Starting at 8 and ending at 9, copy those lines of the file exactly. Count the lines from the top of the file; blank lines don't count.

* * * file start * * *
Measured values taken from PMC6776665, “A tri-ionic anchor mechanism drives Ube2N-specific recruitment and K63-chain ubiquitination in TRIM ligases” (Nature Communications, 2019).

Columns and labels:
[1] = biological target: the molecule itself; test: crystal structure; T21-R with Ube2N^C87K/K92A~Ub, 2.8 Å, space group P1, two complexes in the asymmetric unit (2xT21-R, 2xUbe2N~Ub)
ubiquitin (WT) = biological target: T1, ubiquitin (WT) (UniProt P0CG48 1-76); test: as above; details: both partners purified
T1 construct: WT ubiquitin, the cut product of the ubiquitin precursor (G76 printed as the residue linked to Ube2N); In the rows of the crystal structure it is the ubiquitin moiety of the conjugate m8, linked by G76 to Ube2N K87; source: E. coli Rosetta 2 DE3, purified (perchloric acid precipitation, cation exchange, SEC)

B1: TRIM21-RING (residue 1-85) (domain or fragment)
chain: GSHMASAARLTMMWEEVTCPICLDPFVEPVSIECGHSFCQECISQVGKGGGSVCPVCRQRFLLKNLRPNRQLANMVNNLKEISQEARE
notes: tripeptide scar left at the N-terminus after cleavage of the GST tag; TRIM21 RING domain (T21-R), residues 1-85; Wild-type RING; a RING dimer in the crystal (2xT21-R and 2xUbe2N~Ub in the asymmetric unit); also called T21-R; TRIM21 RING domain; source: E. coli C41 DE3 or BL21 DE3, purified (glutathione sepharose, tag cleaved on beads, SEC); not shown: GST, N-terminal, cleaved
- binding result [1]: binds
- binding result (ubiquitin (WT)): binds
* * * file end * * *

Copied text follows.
notes: tripeptide scar left at the N-terminus after cleavage of the GST tag; TRIM21 RING domain (T21-R), residues 1-85; Wild-type RING; a RING dimer in the crystal (2xT21-R and 2xUbe2N~Ub in the asymmetric unit); also called T21-R; TRIM21 RING domain; source: E. coli C41 DE3 or BL21 DE3, purified (glutathione sepharose, tag cleaved on beads, SEC); not shown: GST, N-terminal, cleaved
- binding result [1]: binds